A restrained, subtle communicator, Connolly is often at her most engaging in recital, though on this occasion she took a few minutes to settle, with an occasional edge creeping into her high notes near the start, as if her voice was not quite fully warmed up. Fierce declamation captured the angst of Schumann’s Andersen settings, which deal with such harrowing subjects as infant mortality and death by firing squad. Carefully shaded soft singing and a fine sense of line characterised much of the Mahler, though she began Um Mitternacht at slightly too intense a level, not leaving herself quite enough dynamic or emotional space for the climactic final stanza to hit home as forcefully as it might. But Ich bin der Welt Abhanden Gekommen was beautifully done, the closing pianissimos hovering exquisitely.
From Barenboim to Blomstedt, Reich to Rossini and Argerich to Alsop, our music writers pick their highlights from the 2016 proms. Do you agree? Tell us what yours were in the comments section
For me, the best concert was the one given by Martha Argerich and Daniel Barenboim, friends since childhood and two of the greatest musicians of our age. They were dazzling together for Liszt’s Second Piano Concerto with the West-Eastern Divan Orchestra, and in the Schubert four-hand duet as an encore, all followed by extracts from Tannhäuser, Götterdämmerung and Die Meistersinger that showed that Barenboim has no peers today as a Wagner interpreter.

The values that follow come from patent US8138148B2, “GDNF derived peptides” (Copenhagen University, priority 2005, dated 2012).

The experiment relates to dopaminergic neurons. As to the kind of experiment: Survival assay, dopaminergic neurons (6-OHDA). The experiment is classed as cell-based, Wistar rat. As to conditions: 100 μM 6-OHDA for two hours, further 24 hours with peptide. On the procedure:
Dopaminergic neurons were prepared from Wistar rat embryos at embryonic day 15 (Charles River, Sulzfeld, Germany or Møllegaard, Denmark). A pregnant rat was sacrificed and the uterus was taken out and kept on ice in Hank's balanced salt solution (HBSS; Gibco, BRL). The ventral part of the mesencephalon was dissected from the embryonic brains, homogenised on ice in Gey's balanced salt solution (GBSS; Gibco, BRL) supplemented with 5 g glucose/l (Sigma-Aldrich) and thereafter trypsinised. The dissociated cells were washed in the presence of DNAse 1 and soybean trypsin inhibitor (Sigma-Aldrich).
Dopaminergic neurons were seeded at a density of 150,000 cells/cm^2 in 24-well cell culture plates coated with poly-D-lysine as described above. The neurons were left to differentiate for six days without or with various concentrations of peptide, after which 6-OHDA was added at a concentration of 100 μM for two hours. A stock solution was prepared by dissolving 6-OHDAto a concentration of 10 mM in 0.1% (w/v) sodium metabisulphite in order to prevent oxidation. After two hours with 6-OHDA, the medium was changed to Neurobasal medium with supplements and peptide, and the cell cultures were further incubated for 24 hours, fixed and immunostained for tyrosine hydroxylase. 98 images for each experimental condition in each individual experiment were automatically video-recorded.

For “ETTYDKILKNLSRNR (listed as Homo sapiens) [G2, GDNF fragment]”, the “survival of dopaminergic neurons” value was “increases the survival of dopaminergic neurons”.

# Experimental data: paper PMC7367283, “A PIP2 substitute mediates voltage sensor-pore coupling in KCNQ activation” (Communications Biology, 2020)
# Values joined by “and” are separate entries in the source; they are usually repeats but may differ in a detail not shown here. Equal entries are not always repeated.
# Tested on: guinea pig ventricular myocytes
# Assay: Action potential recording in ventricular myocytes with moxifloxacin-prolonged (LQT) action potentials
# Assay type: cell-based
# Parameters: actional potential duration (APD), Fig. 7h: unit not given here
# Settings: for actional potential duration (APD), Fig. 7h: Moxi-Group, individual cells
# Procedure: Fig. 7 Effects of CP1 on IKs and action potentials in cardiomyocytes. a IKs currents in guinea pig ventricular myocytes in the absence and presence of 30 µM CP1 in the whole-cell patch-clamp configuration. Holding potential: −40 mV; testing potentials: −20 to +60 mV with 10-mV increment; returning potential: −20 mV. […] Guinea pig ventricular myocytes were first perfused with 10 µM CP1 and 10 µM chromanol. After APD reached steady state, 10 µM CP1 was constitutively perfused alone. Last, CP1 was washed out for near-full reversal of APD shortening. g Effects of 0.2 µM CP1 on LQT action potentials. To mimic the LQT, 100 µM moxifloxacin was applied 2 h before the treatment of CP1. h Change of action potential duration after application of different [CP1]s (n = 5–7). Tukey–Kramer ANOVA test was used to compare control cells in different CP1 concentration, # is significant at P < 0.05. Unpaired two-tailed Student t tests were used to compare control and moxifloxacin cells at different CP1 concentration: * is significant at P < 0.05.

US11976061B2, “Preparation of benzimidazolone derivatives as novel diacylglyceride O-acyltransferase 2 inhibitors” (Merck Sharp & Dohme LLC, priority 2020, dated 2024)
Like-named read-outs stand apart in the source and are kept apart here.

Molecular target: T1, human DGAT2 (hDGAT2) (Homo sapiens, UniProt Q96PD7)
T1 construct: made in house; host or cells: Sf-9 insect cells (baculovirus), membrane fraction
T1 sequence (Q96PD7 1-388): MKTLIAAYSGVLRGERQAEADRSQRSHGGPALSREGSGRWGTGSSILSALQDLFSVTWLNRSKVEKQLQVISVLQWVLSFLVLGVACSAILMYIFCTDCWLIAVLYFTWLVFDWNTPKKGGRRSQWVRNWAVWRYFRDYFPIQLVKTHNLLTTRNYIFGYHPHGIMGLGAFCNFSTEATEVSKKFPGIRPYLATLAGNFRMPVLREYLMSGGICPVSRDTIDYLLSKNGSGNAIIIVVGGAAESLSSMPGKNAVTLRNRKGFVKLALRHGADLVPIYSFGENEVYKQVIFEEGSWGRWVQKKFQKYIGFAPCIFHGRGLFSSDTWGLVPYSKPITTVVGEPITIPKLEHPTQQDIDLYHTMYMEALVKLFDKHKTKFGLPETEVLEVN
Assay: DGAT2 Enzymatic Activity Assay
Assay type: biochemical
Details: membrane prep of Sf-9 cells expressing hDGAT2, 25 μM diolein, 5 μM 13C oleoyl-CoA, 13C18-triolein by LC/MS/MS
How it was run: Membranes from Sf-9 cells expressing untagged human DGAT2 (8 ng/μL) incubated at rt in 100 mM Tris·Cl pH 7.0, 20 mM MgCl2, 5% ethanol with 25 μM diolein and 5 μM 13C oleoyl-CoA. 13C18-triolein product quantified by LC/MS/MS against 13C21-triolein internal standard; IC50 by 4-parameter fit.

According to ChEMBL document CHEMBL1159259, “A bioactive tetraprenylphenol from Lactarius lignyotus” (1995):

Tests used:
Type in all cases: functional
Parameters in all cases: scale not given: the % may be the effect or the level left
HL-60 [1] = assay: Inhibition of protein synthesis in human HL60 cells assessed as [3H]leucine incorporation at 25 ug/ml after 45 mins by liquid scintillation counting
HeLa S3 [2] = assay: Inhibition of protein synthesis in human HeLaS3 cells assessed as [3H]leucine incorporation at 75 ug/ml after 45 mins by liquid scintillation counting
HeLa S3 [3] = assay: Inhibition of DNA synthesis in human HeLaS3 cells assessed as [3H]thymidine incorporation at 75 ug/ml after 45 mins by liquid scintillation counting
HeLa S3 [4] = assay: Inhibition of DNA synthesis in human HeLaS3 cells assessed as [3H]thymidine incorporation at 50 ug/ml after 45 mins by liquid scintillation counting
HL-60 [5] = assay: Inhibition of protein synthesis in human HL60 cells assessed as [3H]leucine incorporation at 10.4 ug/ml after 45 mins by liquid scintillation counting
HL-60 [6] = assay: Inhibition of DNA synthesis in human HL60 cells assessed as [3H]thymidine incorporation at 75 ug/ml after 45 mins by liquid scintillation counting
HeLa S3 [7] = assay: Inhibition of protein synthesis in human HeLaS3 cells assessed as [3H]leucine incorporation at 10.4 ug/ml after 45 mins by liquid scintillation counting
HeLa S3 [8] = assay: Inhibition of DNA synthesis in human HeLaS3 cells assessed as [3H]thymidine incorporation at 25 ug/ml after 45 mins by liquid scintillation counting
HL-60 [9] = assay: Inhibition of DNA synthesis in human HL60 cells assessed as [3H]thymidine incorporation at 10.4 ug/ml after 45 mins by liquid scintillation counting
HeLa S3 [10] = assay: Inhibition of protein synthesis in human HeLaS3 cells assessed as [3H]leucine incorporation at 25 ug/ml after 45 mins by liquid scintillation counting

The 37-year-old has led Northern Ireland Opera for the past six years; Antonio Pappano hails his ‘genuine passion for the art form’
Oliver Mears, the artistic director of Northern Ireland Opera who once staged Britten Noye’s Fludde in Belfast zoo as part of the 2012 Cultural Olympiad, is to be the new director of opera at Covent Garden.